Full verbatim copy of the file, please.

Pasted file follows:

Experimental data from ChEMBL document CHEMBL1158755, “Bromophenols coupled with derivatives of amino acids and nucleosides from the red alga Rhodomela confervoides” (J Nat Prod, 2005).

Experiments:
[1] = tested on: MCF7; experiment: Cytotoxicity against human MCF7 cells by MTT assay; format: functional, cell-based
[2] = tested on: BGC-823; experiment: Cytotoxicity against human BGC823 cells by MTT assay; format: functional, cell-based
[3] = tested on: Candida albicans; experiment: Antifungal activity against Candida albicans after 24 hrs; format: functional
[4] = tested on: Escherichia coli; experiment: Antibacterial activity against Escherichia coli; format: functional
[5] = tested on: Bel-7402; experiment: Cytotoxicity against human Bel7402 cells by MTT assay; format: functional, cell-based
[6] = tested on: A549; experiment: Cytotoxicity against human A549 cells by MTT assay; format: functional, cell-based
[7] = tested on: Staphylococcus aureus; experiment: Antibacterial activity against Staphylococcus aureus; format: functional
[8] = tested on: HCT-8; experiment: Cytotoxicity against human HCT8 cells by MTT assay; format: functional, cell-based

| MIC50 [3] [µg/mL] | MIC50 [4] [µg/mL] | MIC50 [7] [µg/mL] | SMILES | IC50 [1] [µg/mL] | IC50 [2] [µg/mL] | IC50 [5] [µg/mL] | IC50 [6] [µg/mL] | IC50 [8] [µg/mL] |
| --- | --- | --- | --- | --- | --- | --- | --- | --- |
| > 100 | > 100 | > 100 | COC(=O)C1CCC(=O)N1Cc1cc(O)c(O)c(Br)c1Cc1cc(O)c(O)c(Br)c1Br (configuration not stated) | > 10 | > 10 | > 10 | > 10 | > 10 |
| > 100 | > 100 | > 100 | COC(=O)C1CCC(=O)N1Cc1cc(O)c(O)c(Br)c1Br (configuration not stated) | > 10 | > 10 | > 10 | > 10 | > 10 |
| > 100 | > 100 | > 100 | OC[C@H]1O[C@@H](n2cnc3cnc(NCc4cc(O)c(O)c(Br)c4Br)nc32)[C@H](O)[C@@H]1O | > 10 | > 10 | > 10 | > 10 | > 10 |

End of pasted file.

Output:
Experimental data from ChEMBL document CHEMBL1158755, “Bromophenols coupled with derivatives of amino acids and nucleosides from the red alga Rhodomela confervoides” (J Nat Prod, 2005).

Experiments:
[1] = tested on: MCF7; experiment: Cytotoxicity against human MCF7 cells by MTT assay; format: functional, cell-based
[2] = tested on: BGC-823; experiment: Cytotoxicity against human BGC823 cells by MTT assay; format: functional, cell-based
[3] = tested on: Candida albicans; experiment: Antifungal activity against Candida albicans after 24 hrs; format: functional
[4] = tested on: Escherichia coli; experiment: Antibacterial activity against Escherichia coli; format: functional
[5] = tested on: Bel-7402; experiment: Cytotoxicity against human Bel7402 cells by MTT assay; format: functional, cell-based
[6] = tested on: A549; experiment: Cytotoxicity against human A549 cells by MTT assay; format: functional, cell-based
[7] = tested on: Staphylococcus aureus; experiment: Antibacterial activity against Staphylococcus aureus; format: functional
[8] = tested on: HCT-8; experiment: Cytotoxicity against human HCT8 cells by MTT assay; format: functional, cell-based

| MIC50 [3] [µg/mL] | MIC50 [4] [µg/mL] | MIC50 [7] [µg/mL] | SMILES | IC50 [1] [µg/mL] | IC50 [2] [µg/mL] | IC50 [5] [µg/mL] | IC50 [6] [µg/mL] | IC50 [8] [µg/mL] |
| --- | --- | --- | --- | --- | --- | --- | --- | --- |
| > 100 | > 100 | > 100 | COC(=O)C1CCC(=O)N1Cc1cc(O)c(O)c(Br)c1Cc1cc(O)c(O)c(Br)c1Br (configuration not stated) | > 10 | > 10 | > 10 | > 10 | > 10 |
| > 100 | > 100 | > 100 | COC(=O)C1CCC(=O)N1Cc1cc(O)c(O)c(Br)c1Br (configuration not stated) | > 10 | > 10 | > 10 | > 10 | > 10 |
| > 100 | > 100 | > 100 | OC[C@H]1O[C@@H](n2cnc3cnc(NCc4cc(O)c(O)c(Br)c4Br)nc32)[C@H](O)[C@@H]1O | > 10 | > 10 | > 10 | > 10 | > 10 |